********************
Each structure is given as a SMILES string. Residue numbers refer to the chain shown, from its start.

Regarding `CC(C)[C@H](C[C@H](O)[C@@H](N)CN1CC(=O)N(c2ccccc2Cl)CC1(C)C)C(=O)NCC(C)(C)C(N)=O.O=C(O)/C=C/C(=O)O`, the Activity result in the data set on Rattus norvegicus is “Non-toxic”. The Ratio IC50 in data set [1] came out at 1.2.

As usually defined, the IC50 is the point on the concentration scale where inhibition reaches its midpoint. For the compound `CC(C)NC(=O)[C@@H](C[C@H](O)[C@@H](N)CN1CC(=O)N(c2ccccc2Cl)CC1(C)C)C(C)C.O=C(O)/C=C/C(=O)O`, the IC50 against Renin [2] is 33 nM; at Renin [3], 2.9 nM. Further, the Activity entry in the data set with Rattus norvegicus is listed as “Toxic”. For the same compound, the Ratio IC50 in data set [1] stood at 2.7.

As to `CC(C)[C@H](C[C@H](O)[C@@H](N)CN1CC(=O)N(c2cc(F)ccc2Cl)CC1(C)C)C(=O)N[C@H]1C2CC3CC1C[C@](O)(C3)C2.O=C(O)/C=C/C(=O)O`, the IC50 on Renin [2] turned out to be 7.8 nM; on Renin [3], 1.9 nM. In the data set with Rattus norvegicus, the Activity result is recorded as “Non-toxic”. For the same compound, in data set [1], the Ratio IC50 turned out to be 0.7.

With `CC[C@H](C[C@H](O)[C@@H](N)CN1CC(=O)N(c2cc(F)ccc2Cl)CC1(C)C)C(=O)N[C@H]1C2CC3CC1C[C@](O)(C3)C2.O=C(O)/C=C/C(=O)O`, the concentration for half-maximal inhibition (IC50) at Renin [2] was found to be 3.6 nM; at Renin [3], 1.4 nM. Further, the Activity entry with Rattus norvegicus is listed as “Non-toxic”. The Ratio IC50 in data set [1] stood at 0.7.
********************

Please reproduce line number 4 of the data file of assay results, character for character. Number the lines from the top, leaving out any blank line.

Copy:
As to `CC(C)[C@H](C[C@H](O)[C@@H](N)CN1CC(=O)N(c2cc(F)ccc2Cl)CC1(C)C)C(=O)N[C@H]1C2CC3CC1C[C@](O)(C3)C2.O=C(O)/C=C/C(=O)O`, the IC50 on Renin [2] turned out to be 7.8 nM; on Renin [3], 1.9 nM. In the data set with Rattus norvegicus, the Activity result is recorded as “Non-toxic”. For the same compound, in data set [1], the Ratio IC50 turned out to be 0.7.